- COMMUNITY LINKS
- Spring Home & Lawn 2015
Members of city council voted on Monday evening to table Resolution 11-8 regarding extending the boundaries of the city's Redevelopment District.
Redevelopment Authority (RDA) member Warren Stewart attended the meeting and addressed council members about the proposed changes to the district.
"We actually wanted the [Redevelopment District to encompass] the Commercial District," Stewart said of the group's original plan.
He explained that after discussing the matter with the city's planning commission, they decided to modify the area they planned to add to the Redevelopment District, removing some of the areas that were originally proposed. The RDA's proposed expansion has the boundaries of much of the Redevelopment District remaining as they have been since 1997; however, the western portion would be expanded to the boundary of the Central Business District from the area of Fourth Street west to North Michael Street. It would then cut down to add some additional properties on Center Street, continue down to East Mill Street and then match up again with the boundary line of the Central Business District just past Market Street. The proposed boundary line would also follow Elk Avenue to Sorg Street before matching back up with its former boundary line.
Stewart explained that the group's reasoning for wanting to expand the Redevelopment District was so that they could help support additional business in the downtown area.
Councilman Denny Nero asked Stewart if the expansion would give council the right to declare eminent domain on properties within the area that are in poor shape and take over possession of those properties.
"Not in my eyes," Stewart said. "You have the right to eminent domain anything in St. Marys."
Council members also expressed concern about designating the area as being 'blighted' in the resolution. Addressing this concern, Stewart remarked that he had been informed that it would not affect any of the property values. He added that the words 'slum' and 'blight' could be removed from the wording of the resolution and replaced with the term 'Redevelopment District' or 'Redevelopment Area.'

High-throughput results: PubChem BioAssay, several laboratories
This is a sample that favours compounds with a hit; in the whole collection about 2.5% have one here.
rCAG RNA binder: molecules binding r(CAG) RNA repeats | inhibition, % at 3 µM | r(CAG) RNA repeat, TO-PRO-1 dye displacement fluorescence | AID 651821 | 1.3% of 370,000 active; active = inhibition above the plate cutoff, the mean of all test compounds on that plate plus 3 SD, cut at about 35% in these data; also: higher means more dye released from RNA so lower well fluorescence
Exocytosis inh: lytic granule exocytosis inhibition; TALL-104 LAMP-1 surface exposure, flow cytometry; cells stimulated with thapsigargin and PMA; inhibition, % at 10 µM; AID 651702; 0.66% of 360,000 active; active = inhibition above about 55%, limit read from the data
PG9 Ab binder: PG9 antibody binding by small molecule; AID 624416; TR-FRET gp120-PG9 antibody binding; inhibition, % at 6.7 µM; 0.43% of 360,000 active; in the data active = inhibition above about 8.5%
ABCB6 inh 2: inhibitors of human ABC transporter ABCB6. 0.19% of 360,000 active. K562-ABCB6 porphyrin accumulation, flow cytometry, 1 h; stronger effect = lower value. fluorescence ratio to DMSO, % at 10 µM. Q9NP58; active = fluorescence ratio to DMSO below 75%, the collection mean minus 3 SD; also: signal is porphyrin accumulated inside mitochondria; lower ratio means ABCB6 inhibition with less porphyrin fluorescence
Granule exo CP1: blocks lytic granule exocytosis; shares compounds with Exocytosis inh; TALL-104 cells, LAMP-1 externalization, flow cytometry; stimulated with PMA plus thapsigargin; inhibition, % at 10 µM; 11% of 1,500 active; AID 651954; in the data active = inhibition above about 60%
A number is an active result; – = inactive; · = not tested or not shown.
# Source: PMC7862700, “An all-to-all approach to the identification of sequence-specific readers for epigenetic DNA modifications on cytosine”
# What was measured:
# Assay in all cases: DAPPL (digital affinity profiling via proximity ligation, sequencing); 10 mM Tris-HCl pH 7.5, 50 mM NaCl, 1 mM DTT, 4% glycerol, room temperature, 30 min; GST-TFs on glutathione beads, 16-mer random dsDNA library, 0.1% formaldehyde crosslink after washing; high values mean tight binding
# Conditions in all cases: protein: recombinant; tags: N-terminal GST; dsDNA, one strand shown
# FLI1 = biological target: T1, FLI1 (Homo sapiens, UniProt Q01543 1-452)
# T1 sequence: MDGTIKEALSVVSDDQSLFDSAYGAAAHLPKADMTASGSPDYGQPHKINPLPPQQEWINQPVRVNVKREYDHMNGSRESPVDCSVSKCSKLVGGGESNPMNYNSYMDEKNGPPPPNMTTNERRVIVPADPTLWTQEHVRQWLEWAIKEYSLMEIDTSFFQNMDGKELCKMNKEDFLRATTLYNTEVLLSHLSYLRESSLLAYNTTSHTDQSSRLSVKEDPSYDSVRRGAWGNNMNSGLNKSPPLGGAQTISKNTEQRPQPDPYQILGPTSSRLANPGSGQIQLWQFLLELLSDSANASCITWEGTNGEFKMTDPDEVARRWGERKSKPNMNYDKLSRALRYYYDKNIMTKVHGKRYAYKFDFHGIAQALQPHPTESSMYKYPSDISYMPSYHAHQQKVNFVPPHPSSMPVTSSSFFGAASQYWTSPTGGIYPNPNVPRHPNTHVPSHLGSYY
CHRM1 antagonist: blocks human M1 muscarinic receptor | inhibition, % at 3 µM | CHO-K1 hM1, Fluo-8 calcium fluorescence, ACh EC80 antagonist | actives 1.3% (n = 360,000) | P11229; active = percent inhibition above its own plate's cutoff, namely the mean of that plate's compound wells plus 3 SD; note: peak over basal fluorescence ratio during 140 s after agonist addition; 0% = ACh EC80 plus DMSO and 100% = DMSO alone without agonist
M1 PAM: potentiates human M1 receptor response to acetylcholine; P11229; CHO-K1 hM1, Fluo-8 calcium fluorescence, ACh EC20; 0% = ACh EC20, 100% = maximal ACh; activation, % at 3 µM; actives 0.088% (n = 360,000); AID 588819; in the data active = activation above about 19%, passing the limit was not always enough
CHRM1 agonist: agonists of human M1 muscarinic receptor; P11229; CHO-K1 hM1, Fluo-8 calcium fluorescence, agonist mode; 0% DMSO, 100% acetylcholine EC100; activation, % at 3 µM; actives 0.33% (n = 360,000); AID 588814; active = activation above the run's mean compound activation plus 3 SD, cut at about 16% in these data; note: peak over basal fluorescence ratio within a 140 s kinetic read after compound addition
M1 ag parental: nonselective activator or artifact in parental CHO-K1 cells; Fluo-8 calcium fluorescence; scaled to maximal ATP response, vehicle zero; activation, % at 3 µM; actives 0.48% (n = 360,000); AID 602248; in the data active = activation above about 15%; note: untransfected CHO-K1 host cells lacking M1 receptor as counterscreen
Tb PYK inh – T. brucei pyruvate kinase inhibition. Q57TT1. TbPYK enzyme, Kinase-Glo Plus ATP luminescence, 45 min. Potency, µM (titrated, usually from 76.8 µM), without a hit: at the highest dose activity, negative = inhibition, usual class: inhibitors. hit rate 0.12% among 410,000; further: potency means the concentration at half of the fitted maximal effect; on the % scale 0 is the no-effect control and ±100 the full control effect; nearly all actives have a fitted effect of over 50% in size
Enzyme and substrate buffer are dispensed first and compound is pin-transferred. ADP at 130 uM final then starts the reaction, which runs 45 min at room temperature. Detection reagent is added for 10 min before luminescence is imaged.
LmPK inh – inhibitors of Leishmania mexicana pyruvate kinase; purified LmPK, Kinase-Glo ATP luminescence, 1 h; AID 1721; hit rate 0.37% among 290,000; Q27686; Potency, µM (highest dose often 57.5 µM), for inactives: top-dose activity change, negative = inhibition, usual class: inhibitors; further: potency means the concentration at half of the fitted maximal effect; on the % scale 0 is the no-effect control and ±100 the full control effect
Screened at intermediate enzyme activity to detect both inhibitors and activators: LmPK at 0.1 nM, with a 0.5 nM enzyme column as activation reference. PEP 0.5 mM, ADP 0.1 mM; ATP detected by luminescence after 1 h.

Mayor Sally Geyer informed Stewart that she had received a phone call from a resident who was opposed to the RDA's proposal because of the eminent domain issue.
"It was explained they could walk in and take 'Mr. Jones' property' and give it to 'Mr. Smith's business' because it's blighted," Geyer said. "Does that happen?"
Stewart responded that Geyer would have to check with an attorney.
City Solicitor Mark Jacob also weighed in on the matter.
"You'd still be required to have due process and if there is any kind of taking by a municipality or municipal authority, you have to be given due compensation," Jacob said. "There's a whole process for that."
Councilman Steve Skok expressed concern that the changes would include areas that are not necessarily blighted.
"That connotation puts a lot on a [property]," Skok said. "I mean, what are we looking at as far as realtors?"
Stewart responded that Community and Economic Development Coordinator Tina Gradizzi had indicated to him that the move would only increase the value of their properties.
Stewart also indicated that all but one member of the planning commission approved the expansion.
"One member did vote 'no,' but he was against the whole thing from day one," Stewart said. "The thing was, we sat down and discussed it, worked out the plan of it, and then came back and proposed it, and they agreed to it except [for] one member of the board. He agreed to all the areas, he was happy with [them], he just had a problem with expanding that district," Stewart said.